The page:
Six MFA in Visual Studies students are celebrating the accomplishments of their work and the completion of their studies with the MFA Showcase Exhibition. The exhibition is on view in Springfield Art Museum’s Weisel and Kelly Galleries May 6–28, with an opening reception May 5 from 5:30–7:00 p.m.
Much of the work in the showcase exhibition represents individual creative evolution and themes that are deeply personal to each artist. The exhibition features the work of the following MFA graduates: Dana Bridges, Rick Briggenhorst, Meidi Karampour, Teddy Osei, Shauna Smith, and Jean Paul Vivas.
A few MFA grads share more about their final thesis projects and reflect on their experience in the Visual Studies program below:
Through the manipulation of clay, Dana Bridges’ thesis explores interpersonal, intrapersonal, and communal conflict. “I do not intend my work to be an expression of conflict, but a visualization of the connection and care I hope for. The work I produce is evidence of my search for healing and hope in my life—to grow as an individual through remaining open to others, integrating new life experiences, and responding to conflict, failure, imperfections, or mistakes with acceptance and an attitude of play,” Dana adds.
“My most valued experiences while in the program were while teaching 3D Foundations, Art in Context, and Ceramics I, and advising undergrads in the Graphic Design program. It is so rewarding to make connections with students over the joy of appreciating and making art. I grew a lot both personally and professionally through the experience,” Dana shares. Dana’s post-graduation goals include continuing her ceramics practice and selling her work both locally and online, as well continuing her teaching career with a summer ceramics class at Middle School Fine Arts Academy with Springfield Public Schools.
Rick Briggenhorst’s thesis work, a part from you, is a multi-sensory installation inspired by post-life existence in a digital age. “a part from you is a way to sustain hope—a hope that, in some way, your physicality (its longing, its tenderness) can revel in the ephemeral traces of a loved one again. There is no coincidence that in healing we find new meanings in the world around us. We seek those moments that were always a part of us, but now mundane experiences become enhanced with our longing,” Rick shares.
As graduation approaches, Rick is keeping an optimistic mindset for future opportunities and creating outside of school, “I’ve learned to trust myself and to follow the gentle traces that lead to new ways of making. After school, I’d love to begin an education career, but I’m excited for the unknown-ness. The time to produce more work and explore new possibilities is something I’m looking to with hopeful eyes.”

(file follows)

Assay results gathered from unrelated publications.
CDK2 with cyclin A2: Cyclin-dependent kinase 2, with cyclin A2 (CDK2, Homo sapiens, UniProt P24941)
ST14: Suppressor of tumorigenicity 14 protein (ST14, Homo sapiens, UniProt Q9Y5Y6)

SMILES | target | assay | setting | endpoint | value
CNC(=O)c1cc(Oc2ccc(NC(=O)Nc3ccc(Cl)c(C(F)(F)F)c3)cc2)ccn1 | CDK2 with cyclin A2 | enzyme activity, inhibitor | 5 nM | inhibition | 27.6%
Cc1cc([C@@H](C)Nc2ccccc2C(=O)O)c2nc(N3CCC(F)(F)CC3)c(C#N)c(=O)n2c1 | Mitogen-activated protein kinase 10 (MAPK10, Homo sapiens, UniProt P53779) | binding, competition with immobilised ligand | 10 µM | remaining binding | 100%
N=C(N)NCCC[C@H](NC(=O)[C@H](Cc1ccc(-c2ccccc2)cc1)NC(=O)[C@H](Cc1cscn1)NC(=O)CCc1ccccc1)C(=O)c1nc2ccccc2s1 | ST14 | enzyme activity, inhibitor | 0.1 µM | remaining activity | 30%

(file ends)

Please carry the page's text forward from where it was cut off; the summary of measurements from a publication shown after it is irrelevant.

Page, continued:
Shauna Smith’s thesis exhibition, Continuing, centers on the healing process while grieving the loss of loved one, represented through handmade paper works. As Shauna’s artist statement explains, each detail of these works is symbolic of the various aspects to her healing,
“Embedded into these paper pieces are images of my healing. In circles, I meditate on wholeness and continuation. In overlapping lines, I highlight the interconnection that weaves between every aspect of life. In light, I bring forth hope. In natural material, I channel my deep appreciation and celebration of the world around me. In quiet visuals, I invite a slow and introspective viewing experience. In papermaking, I remember. I remember that I am a maker, and in making I find healing. I came to creating this work broken, and through all these remembrances, I stitch myself together.”
Shauna reflects on her time in the program with appreciation for the knowledge, experiences, and relationships gained while a MFA student, “The amalgamation of the entire MFA experience has enabled me to imagine what my future can look like and provided the tools, knowledge, and discipline needed to make what I am imagining a reality. Getting the opportunity to co-curate an exhibition with Jodi McCoy and learn directly from her curating practices remains a significant experience of mine. I have also formed some of the greatest friendships I’ve ever known throughout these three years. I truly admire all the professors who are developing this program and the members of my cohort who made the stressful times joyful.”
Springfield Art Museum is located at 1111 E Brookside Dr, Springfield, MO 65807. For questions about the event, call the Department of Art and Design office, 417-837-2330.